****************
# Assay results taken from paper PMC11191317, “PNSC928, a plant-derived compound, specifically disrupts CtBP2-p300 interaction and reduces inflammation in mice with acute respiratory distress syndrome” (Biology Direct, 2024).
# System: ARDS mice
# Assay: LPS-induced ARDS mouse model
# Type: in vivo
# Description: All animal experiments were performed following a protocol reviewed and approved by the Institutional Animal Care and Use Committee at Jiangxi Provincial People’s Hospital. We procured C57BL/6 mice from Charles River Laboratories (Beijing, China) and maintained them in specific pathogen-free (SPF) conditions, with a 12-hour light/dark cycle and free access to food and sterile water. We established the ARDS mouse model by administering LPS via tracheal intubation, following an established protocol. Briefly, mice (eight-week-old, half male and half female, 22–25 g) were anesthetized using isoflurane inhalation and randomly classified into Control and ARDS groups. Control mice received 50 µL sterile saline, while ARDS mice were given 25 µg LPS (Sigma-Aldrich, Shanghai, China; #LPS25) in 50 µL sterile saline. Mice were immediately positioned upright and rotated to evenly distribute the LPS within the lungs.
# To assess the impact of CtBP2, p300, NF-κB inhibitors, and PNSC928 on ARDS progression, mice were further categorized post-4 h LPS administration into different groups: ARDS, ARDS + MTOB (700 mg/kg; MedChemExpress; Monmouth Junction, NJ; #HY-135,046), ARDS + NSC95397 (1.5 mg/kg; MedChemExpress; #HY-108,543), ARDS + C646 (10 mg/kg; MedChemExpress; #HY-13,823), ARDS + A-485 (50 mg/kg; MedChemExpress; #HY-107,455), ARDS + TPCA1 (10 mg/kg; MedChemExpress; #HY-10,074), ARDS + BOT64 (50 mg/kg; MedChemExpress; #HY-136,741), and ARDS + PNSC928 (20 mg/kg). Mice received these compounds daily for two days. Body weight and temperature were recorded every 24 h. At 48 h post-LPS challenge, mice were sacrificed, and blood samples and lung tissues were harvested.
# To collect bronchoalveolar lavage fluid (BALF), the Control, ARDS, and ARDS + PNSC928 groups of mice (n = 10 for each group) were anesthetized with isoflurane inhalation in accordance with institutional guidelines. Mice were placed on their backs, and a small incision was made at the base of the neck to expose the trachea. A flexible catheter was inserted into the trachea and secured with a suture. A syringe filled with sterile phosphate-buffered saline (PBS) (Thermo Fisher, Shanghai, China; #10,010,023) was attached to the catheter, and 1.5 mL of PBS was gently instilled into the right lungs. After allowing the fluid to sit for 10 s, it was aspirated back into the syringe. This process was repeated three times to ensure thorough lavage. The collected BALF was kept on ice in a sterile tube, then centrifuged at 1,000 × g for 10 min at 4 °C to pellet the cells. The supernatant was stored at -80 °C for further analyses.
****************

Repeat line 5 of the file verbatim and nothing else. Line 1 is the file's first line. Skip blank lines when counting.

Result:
# Description: All animal experiments were performed following a protocol reviewed and approved by the Institutional Animal Care and Use Committee at Jiangxi Provincial People’s Hospital. We procured C57BL/6 mice from Charles River Laboratories (Beijing, China) and maintained them in specific pathogen-free (SPF) conditions, with a 12-hour light/dark cycle and free access to food and sterile water. We established the ARDS mouse model by administering LPS via tracheal intubation, following an established protocol. Briefly, mice (eight-week-old, half male and half female, 22–25 g) were anesthetized using isoflurane inhalation and randomly classified into Control and ARDS groups. Control mice received 50 µL sterile saline, while ARDS mice were given 25 µg LPS (Sigma-Aldrich, Shanghai, China; #LPS25) in 50 µL sterile saline. Mice were immediately positioned upright and rotated to evenly distribute the LPS within the lungs.